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Antihistamines for Asthma

author image Skyler White
Skyler White is an avid writer and anthropologist who has written for numerous publications. As a writing professional since 2005, White's areas of interests include lifestyle, business, medicine, forensics, animals and green living. She has a Bachelor of Arts in anthropology from San Francisco State University and a Master of Science in forensic science from Pace University.
Antihistamines for Asthma
Pollen can trigger an asthma attack.

Certain irritants or allergies can trigger an asthma attack, which causes the airways of the bronchial tubes to constrict, resulting in extreme difficulty in breathing due to the inflammation and increased mucous produced by the lungs, according to MedlinePlus. Tightness of the chest, wheezing and coughing indicate swollen and irritated airways. Antihistamines prevent asthma attacks by blocking histamine, which induces an attack by effecting cell receptors. First-generation antihistamines are over-the-counter medications with mild sedative qualities. Second-generation antihistamines do not cause sedation, and generally require a prescription. Individuals afflicted with asthma should always seek professional medical treatment before using any asthma product.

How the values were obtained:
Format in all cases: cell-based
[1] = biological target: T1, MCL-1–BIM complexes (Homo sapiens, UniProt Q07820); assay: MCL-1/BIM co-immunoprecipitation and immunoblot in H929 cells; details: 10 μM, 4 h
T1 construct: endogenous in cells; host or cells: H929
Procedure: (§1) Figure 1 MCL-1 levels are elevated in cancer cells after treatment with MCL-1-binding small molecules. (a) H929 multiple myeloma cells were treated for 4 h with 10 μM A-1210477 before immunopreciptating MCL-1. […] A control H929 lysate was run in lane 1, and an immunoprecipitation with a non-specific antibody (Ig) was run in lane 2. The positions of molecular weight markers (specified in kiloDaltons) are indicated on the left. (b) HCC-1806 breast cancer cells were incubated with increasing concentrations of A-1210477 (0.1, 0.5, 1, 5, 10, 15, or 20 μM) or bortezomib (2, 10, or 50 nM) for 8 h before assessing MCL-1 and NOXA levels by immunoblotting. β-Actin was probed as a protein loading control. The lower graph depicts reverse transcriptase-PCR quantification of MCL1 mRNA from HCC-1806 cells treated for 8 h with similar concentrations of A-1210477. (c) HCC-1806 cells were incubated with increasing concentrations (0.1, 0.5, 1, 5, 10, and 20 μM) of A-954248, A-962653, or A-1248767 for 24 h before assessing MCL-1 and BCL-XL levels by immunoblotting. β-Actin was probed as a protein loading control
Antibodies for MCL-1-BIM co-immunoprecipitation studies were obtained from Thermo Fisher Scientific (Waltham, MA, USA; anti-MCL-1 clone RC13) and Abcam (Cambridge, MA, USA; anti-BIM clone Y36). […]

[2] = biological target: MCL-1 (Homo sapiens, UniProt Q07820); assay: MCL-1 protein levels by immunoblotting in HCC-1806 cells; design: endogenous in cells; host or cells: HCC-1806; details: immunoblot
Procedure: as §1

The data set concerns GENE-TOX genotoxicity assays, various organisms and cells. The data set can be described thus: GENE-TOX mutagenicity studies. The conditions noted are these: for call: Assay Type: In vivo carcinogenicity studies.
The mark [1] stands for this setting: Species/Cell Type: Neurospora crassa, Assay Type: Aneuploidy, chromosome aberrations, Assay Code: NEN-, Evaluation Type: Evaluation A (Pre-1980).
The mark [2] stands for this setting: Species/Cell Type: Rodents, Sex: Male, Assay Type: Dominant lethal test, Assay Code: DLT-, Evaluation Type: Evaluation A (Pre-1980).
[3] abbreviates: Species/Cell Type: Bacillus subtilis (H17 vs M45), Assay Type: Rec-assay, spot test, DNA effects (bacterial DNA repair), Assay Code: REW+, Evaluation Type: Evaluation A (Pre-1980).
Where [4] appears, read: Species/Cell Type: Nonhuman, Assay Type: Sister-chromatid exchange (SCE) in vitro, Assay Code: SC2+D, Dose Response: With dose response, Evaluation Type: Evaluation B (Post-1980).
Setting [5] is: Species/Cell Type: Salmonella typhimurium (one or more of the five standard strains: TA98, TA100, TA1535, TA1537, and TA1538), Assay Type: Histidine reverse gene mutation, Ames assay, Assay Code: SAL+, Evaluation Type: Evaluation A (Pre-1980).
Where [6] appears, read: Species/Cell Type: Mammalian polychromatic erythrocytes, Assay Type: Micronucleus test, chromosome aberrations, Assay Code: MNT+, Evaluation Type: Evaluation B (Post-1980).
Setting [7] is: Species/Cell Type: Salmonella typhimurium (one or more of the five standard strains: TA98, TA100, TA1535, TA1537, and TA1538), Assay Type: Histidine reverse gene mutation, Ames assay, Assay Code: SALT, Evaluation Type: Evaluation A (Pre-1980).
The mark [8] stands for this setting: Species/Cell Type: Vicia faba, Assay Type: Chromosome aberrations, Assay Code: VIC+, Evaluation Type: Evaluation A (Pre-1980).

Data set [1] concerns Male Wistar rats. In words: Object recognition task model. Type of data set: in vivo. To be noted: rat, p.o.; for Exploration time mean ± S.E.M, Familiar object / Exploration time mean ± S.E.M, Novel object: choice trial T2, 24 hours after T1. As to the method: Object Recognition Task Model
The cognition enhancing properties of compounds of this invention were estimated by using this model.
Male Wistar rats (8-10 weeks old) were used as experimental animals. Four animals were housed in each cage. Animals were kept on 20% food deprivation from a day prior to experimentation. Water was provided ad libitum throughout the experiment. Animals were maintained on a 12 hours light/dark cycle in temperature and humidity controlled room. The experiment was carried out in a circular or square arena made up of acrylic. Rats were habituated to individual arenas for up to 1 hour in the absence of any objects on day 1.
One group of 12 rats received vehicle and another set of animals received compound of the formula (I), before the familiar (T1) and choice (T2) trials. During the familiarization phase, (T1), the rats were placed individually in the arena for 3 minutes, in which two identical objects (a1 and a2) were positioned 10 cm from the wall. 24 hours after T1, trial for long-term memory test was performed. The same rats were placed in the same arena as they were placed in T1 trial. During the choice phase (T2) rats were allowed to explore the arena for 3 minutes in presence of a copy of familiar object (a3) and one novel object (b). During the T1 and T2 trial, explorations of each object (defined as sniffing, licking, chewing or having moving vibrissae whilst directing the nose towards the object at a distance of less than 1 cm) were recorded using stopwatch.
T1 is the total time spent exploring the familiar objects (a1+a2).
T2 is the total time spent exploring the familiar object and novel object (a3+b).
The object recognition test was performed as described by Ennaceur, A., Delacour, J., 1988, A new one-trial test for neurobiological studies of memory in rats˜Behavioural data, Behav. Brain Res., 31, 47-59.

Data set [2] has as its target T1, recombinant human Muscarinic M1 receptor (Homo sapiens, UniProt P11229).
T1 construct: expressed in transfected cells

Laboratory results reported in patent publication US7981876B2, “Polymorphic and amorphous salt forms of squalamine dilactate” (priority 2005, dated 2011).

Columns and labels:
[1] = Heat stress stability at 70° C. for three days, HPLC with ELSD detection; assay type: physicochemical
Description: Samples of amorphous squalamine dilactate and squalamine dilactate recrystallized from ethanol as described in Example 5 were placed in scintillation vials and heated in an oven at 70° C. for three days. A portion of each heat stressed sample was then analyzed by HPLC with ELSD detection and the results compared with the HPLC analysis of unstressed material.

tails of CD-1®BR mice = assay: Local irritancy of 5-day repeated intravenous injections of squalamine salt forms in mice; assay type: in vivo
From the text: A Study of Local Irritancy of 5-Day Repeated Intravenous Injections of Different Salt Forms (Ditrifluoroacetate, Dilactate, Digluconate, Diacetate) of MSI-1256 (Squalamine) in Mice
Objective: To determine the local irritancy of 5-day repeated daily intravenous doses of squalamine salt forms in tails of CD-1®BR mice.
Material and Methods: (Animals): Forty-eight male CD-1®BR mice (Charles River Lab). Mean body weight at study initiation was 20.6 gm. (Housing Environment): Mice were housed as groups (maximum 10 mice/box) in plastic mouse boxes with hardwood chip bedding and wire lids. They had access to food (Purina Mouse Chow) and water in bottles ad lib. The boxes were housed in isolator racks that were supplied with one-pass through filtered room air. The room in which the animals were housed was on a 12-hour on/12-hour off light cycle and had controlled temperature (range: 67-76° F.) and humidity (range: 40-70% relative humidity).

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As a first-generation antihistamine, diphenhydramine usually causes mild sedation, the University of Iowa Hospitals and Clinics says. Diphenhydramine dramatically reduces sneezing, runny nose, itchiness, watery eyes and rashes, including hives and affiliated symptoms, according to Diphenhydramine and related antihistamines can decrease or prevent the onset of bronchial constriction caused by histamine, exercise or allergens, the American Academy of Allergy Asthma and Immunology reports. Using this medication in conjunction with other asthma prescriptions may cause problems; monitoring by a medical professional is essential.


A 1987 National Institutes of Health study found that cetirizine effectively reduces bronchoconstriction by relaxing the smooth muscles surrounding the airways in patients with mild asthma. The improved breathing capability is comparable to that produced by the use of bronchodilator medications. According to, cetirizine is a second-generation antihistamine that effectively inhibits the release of histamine into the body. This medication generally requires a prescription, although reduced-strength forms are available over the counter. Asthma sufferers should always consult a physician prior to use.


Loratadine is a widely prescribed second-generation antihistamine with no sedative properties. A 2002 U.S. National Institutes of Health report found that loratadine effectively reduced exercise-induced asthmatic symptoms. This antihistamine aids in decreasing the effects of seasonal allergies that cause itching of the throat and nose, sneezing and runny noses, according to Physicians recommend daily application of this antihistamine during allergy seasons or for individuals who experience asthma symptoms during and after exercise.

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